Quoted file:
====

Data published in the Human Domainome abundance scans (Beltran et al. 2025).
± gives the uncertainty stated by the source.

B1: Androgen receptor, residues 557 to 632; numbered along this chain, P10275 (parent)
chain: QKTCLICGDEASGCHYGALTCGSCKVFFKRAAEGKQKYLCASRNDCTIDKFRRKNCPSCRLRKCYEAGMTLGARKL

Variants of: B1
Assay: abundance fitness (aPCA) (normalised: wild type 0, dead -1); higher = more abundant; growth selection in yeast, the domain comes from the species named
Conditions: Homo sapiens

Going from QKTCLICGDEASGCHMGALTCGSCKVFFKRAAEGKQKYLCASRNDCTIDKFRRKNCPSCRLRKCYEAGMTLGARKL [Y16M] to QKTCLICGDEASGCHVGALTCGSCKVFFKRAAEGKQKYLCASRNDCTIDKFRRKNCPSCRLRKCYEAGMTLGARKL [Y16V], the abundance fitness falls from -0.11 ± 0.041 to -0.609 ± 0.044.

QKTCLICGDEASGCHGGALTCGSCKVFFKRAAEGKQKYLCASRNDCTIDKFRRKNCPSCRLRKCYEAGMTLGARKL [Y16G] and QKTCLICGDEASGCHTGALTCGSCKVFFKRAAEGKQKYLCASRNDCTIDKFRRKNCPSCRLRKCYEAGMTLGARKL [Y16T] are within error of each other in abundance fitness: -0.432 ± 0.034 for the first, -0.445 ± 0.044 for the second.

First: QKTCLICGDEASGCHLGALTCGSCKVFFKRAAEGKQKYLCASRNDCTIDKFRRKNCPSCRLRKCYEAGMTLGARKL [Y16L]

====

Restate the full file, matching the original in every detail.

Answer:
Data published in the Human Domainome abundance scans (Beltran et al. 2025).
± gives the uncertainty stated by the source.

B1: Androgen receptor, residues 557 to 632; numbered along this chain, P10275 (parent)
chain: QKTCLICGDEASGCHYGALTCGSCKVFFKRAAEGKQKYLCASRNDCTIDKFRRKNCPSCRLRKCYEAGMTLGARKL

Variants of: B1
Assay: abundance fitness (aPCA) (normalised: wild type 0, dead -1); higher = more abundant; growth selection in yeast, the domain comes from the species named
Conditions: Homo sapiens

Going from QKTCLICGDEASGCHMGALTCGSCKVFFKRAAEGKQKYLCASRNDCTIDKFRRKNCPSCRLRKCYEAGMTLGARKL [Y16M] to QKTCLICGDEASGCHVGALTCGSCKVFFKRAAEGKQKYLCASRNDCTIDKFRRKNCPSCRLRKCYEAGMTLGARKL [Y16V], the abundance fitness falls from -0.11 ± 0.041 to -0.609 ± 0.044.

QKTCLICGDEASGCHGGALTCGSCKVFFKRAAEGKQKYLCASRNDCTIDKFRRKNCPSCRLRKCYEAGMTLGARKL [Y16G] and QKTCLICGDEASGCHTGALTCGSCKVFFKRAAEGKQKYLCASRNDCTIDKFRRKNCPSCRLRKCYEAGMTLGARKL [Y16T] are within error of each other in abundance fitness: -0.432 ± 0.034 for the first, -0.445 ± 0.044 for the second.

First: QKTCLICGDEASGCHLGALTCGSCKVFFKRAAEGKQKYLCASRNDCTIDKFRRKNCPSCRLRKCYEAGMTLGARKL [Y16L]